A charming part about growing up and living in the Everglades is getting to watch the endless open spaces of Sawgrass, dancing in the cool wind. If you’re ever driving down highway 41 or highway 29, looking out your window you can see Sawgrass stretching for miles. That is what’s called the “River of Grass,” which is what the Everglades is famed for.
Environmental activist Marjory Stoneman Douglas spoke about the Sawgrass in many of her books and country music singer John Anderson sang about it in his song, “Seminole Wind.” Sawgrass is one of a kind and is an important aspect to the Everglades ecosystem. Many that hear the name Sawgrass or see it in person believe it is indeed a member of the grass family. But interestingly, Sawgrass is not a type of grass at all. It is actually a part of the sedge family.
Just like other types of sedges, Sawgrass has lanky, angular leaves and prefer being in areas where it is moist. The name it has is an accurate accusation since each blade of Sawgrass has tiny ridges on the sides that are very sharp. It can cut you easily if you aren’t careful. It’s not good to be around it with your feet bare as well as your legs and arms. A noteworthy fact about the plant itself is that scientists contemplate that sawgrass is one of the oldest plant species.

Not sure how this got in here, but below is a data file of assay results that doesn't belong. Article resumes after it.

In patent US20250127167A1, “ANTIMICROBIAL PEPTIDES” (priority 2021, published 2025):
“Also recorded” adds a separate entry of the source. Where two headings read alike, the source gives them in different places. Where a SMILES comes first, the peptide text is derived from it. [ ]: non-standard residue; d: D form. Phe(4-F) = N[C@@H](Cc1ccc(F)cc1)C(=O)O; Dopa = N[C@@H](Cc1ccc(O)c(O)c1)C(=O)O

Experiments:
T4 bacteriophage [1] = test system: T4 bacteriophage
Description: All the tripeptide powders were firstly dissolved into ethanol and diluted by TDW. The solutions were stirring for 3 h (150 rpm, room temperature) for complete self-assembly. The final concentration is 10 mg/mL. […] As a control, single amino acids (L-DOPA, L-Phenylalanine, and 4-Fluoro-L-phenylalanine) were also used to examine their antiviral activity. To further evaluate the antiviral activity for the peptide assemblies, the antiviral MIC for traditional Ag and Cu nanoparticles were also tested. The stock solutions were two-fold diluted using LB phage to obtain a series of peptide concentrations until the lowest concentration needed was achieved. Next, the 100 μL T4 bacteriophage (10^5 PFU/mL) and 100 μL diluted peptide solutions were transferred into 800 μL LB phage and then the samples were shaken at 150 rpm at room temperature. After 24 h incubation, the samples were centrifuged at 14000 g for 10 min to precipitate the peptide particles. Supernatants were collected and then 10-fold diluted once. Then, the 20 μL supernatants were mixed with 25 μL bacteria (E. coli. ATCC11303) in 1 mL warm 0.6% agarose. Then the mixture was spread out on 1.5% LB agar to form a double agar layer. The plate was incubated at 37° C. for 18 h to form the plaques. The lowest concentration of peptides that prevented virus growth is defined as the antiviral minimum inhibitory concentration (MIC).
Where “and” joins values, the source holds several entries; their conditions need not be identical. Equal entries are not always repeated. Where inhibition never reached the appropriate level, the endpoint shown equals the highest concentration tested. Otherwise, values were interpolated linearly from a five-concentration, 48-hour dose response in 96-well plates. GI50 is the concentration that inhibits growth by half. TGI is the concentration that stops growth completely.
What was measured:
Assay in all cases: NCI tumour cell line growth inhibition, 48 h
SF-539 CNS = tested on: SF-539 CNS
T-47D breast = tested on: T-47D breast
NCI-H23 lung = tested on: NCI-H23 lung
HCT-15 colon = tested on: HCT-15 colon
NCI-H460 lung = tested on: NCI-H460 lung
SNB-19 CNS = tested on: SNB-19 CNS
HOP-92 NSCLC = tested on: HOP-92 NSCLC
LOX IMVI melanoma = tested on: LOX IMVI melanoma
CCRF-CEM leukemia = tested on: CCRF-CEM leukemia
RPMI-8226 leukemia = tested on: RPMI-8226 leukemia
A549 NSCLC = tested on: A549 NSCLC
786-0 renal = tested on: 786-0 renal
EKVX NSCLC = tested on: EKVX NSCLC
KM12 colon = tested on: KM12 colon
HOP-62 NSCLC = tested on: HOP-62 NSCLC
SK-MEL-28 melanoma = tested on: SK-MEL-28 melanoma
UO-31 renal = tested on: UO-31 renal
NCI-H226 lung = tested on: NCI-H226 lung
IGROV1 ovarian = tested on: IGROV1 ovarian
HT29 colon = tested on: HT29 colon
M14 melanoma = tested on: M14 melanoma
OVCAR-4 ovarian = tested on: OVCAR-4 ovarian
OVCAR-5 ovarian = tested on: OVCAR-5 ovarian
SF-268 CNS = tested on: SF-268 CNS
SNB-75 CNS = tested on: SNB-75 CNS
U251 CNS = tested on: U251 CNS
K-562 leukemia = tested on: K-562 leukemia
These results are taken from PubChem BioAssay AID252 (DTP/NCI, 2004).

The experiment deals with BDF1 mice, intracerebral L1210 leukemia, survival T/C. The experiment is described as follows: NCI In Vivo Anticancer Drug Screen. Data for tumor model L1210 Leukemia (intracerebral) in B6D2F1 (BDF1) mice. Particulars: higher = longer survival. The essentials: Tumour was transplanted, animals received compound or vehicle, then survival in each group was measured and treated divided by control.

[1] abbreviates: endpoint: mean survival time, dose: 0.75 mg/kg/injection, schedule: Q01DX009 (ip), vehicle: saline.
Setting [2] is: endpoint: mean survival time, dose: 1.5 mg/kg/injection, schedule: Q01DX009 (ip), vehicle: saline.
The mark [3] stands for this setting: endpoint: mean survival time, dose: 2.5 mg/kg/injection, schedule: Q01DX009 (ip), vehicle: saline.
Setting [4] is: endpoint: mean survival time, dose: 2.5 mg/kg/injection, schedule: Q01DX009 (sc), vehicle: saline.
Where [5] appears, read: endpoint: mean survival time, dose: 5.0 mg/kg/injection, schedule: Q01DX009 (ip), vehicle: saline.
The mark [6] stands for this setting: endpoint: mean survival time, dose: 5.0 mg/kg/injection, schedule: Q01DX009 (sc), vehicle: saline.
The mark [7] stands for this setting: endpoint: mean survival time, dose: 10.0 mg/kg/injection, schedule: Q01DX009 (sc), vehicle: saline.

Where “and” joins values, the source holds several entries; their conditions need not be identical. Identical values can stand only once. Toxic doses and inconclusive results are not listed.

You can generally find it near riverbanks in southern parts of the United States ranging from Texas to Virginia, but many know about the plant being in Florida because of the wetlands of the Everglades. Sawgrass itself grows rapidly and when it grows it is very dense. The plant manages to grow very tall and can reach up to a whopping nine feet in height! It also produces tiny, unique-looking flowers on the top of the stems. The stems that hold the petite flowers are around three feet in height.
Even though Sawgrass can be dangerous if people come into contact with it, many other animals tend to find it very useful. Alligators are known to nest in sawgrass for protection purposes, and other birds use it to protect their nesting locations. Migrating birds such as geese and ducks eat the seeds from Sawgrass to give them energy and nutrients. The majority of dense Sawgrass areas however don’t have many diverse species that spend their time there.
Sawgrass marshes for most of the year contain water which helps with the growth of the plant. The longer the hydroperiod is and the deeper the water, the Sawgrass will end up growing thick and tall. When a drought occurs or there is limited water and depth, Sawgrass will have a very limited growth. Throughout the year since the soil is moist it protects the roots of the Sawgrass from fires and control burns. The plant tissues that are above-ground are burned but the roots being in the wet soil will help the plant make a whole recovery when it grows back. But fires aren’t a bad thing when it comes to Sawgrass habitats. It’s important to the habitat since fires limit any type of invasion from woody vegetation that would change the Sawgrass marshes drastically.
So, if you’re ever driving or visiting in the Everglades make sure you take in the majestic, swaying Sawgrass, because the “River of Grass” is truly one of the most beautiful places on Earth.